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Get in Gear: How to Start Off-Roading in Colorado

Understanding Trail Signs

An abbreviated guide to understanding where you can be, where you can’t be, and how to use Colorado’s trails in your OHV of choice.

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Trail Name and Number
OHV riders must obey all signs posted at trailheads by the Bureau of Land Management or the U.S. Forest Service. Some are vertical posts; others look like common road signs. Although this signage is typically up to date, the Forest Service’s annual motor vehicle use maps are always your most au courant field guide—and supersede trailhead signs. These maps are generally posted on ranger districts’ websites.

Hiker Symbol/Horseback Riding Symbol/Mountain Bike Symbol
Motorized vehicles must be prepared to slow down—or stop completely—to yield the right of way to all nonmotorized trail users.

Motorcycle Symbol
The motorcycle badge is just one of eight symbols seen on trailhead signs in Colorado. If a symbol appears under the words “Open To” or without a red slash across it, that route is open to that particular use.

ATV Symbol
ATV trails are open to OHVs that are 50 inches or smaller in width. Keep in mind that aftermarket add-ons can make ATVs—which are typically narrower than 50 inches—too wide. There is no emblem for UTVs/side-by-sides. Many UTVs measure wider than 50 inches; if that’s the case, they cannot use ATV trails (because they won’t fit and because trying to make them fit can harm vegetation along the trail) and must stay on paths for high-clearance, four-wheel-drive vehicles only.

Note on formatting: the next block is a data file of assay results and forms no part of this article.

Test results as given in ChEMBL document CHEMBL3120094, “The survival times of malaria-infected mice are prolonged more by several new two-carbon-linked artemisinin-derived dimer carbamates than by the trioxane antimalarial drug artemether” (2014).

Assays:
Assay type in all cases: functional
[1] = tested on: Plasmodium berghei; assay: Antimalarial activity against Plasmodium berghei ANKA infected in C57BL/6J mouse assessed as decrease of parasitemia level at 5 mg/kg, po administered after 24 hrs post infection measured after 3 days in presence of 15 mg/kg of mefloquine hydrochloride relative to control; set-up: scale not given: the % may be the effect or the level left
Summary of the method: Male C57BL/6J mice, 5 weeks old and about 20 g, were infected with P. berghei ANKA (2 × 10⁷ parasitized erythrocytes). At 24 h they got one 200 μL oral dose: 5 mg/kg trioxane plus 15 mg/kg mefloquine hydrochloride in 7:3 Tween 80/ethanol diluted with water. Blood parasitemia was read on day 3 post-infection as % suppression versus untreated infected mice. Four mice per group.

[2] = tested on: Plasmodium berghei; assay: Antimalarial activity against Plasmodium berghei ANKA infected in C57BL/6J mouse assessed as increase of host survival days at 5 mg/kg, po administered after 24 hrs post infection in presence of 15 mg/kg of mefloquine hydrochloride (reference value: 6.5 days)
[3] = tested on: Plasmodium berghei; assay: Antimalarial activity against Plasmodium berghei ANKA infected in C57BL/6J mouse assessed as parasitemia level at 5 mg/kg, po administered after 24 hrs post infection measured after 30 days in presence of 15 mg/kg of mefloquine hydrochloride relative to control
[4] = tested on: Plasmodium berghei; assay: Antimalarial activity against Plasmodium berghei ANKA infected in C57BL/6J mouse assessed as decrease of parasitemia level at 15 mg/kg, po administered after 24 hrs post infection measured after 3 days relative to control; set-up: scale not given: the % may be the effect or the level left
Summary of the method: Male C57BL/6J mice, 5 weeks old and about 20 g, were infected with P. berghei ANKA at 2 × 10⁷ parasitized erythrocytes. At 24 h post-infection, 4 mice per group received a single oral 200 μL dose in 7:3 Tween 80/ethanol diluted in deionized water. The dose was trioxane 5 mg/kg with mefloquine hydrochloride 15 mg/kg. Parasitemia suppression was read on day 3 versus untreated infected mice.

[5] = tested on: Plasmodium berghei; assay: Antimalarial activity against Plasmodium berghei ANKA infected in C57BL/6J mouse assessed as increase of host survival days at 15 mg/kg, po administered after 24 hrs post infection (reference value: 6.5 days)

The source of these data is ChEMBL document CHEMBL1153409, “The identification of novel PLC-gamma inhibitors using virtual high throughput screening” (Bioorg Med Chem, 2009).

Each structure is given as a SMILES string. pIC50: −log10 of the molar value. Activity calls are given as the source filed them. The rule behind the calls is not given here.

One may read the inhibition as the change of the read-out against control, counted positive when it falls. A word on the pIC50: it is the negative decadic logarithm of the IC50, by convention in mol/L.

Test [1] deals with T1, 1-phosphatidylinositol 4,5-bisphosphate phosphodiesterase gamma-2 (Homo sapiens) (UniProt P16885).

High-Clearance, 4Wd Vehicle Symbol
Badges with red slashes through them or that appear under the words “Closed To” indicate that the trail does not accommodate that specific use.


Way Finder

COTREX knows all the places your OHV can go in Colorado.

Photo courtesy of Colorado Parks and Wildlife

Although the U.S. Forest Service’s motor vehicle use maps can be helpful and that time-worn atlas in your seatback pocket comes in handy more often than you’d think, the very best way to find OHV trails in the Centennial State is COTREX. Launched in late 2018 by Colorado Parks and Wildlife (in conjunction with 236 land managers and organizations as part of the Department of Natural Resources’ Colorado the Beautiful initiative), the free downloadable app—and companion website—is an interactive encyclopedia of more than 45,000 miles of local trails. OHV enthusiasts will love that COTREX allows users to search for trails by mode of transportation—motorcycles, ATVs, and OHVs wider than 50 inches. They’ll also appreciate that clicking on a trail produces detailed beta about things like length, fees, seasonal closures, elevation range, trail numbers, and the land management agency responsible for the area. Furthermore, the ability to download maps through the app in the event you lose cell service—and save your routes with detailed notes and photos—is key for returning to a trail you might otherwise never find again. Maybe the most compelling reason to use COTREX for the off-roading set, however, is that all of the paths are official, legal routes, meaning you won’t ever get that is-it-OK-for-me-to-be-driving-here uneasiness almost every OHV operator has felt at one time or another. In 2020, look for COTREX to add real-time land-manager-approved closures and a function that will show upcoming trail maintenance volunteer projects.

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